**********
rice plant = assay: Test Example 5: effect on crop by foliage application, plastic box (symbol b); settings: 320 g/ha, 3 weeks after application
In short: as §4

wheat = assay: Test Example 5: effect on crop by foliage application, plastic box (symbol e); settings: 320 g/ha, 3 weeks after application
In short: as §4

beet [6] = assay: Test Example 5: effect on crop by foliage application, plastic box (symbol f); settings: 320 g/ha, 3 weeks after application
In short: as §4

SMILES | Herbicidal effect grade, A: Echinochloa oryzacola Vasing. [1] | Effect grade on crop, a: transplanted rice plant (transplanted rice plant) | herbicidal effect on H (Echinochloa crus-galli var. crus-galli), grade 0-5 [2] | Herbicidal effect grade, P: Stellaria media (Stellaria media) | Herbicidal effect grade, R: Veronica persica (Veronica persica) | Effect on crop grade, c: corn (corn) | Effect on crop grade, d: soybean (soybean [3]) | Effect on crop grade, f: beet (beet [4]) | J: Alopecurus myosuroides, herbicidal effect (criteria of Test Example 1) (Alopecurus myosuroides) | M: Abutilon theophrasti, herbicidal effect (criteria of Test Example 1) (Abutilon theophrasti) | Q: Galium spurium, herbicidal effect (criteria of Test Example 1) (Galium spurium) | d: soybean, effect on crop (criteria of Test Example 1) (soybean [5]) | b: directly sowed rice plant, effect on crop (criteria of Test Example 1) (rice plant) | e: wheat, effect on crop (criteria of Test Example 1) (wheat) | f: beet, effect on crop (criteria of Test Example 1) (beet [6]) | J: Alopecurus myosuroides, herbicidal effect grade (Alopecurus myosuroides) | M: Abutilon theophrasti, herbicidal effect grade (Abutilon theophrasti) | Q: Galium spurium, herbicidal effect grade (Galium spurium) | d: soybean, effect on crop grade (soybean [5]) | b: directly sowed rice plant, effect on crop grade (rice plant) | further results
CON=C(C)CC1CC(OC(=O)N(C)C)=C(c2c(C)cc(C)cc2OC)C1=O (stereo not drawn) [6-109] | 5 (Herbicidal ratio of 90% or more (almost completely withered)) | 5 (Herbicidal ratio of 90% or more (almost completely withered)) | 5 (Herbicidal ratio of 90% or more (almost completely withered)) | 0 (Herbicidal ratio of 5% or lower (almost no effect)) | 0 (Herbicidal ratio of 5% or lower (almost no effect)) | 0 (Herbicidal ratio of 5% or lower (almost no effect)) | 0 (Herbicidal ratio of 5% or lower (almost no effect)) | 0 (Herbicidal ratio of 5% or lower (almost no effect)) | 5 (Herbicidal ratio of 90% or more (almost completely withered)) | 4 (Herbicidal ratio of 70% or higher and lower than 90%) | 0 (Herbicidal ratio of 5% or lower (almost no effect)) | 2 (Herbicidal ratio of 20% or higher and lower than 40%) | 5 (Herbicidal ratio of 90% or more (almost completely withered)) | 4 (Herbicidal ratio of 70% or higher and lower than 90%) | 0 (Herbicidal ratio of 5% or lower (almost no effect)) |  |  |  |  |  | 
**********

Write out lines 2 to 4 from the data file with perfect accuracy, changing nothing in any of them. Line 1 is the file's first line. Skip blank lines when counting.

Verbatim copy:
In short: as §4

wheat = assay: Test Example 5: effect on crop by foliage application, plastic box (symbol e); settings: 320 g/ha, 3 weeks after application
In short: as §4